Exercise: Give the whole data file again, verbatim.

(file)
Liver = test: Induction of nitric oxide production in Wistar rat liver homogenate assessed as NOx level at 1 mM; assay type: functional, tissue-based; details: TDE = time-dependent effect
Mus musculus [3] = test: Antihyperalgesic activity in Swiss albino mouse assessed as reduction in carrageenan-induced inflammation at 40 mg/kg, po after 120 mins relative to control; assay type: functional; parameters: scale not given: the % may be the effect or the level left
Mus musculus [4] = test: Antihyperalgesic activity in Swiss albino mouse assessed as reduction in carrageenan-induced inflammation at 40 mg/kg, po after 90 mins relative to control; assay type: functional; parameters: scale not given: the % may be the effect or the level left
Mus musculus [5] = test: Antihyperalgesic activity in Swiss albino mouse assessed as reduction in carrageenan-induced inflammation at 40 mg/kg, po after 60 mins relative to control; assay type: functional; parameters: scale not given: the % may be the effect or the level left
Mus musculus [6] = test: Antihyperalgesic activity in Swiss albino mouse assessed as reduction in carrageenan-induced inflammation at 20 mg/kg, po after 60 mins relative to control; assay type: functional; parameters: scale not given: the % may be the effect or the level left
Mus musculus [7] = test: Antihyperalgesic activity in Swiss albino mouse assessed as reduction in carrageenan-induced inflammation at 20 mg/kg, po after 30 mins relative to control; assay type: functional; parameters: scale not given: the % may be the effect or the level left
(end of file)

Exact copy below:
Liver = test: Induction of nitric oxide production in Wistar rat liver homogenate assessed as NOx level at 1 mM; assay type: functional, tissue-based; details: TDE = time-dependent effect
Mus musculus [3] = test: Antihyperalgesic activity in Swiss albino mouse assessed as reduction in carrageenan-induced inflammation at 40 mg/kg, po after 120 mins relative to control; assay type: functional; parameters: scale not given: the % may be the effect or the level left
Mus musculus [4] = test: Antihyperalgesic activity in Swiss albino mouse assessed as reduction in carrageenan-induced inflammation at 40 mg/kg, po after 90 mins relative to control; assay type: functional; parameters: scale not given: the % may be the effect or the level left
Mus musculus [5] = test: Antihyperalgesic activity in Swiss albino mouse assessed as reduction in carrageenan-induced inflammation at 40 mg/kg, po after 60 mins relative to control; assay type: functional; parameters: scale not given: the % may be the effect or the level left
Mus musculus [6] = test: Antihyperalgesic activity in Swiss albino mouse assessed as reduction in carrageenan-induced inflammation at 20 mg/kg, po after 60 mins relative to control; assay type: functional; parameters: scale not given: the % may be the effect or the level left
Mus musculus [7] = test: Antihyperalgesic activity in Swiss albino mouse assessed as reduction in carrageenan-induced inflammation at 20 mg/kg, po after 30 mins relative to control; assay type: functional; parameters: scale not given: the % may be the effect or the level left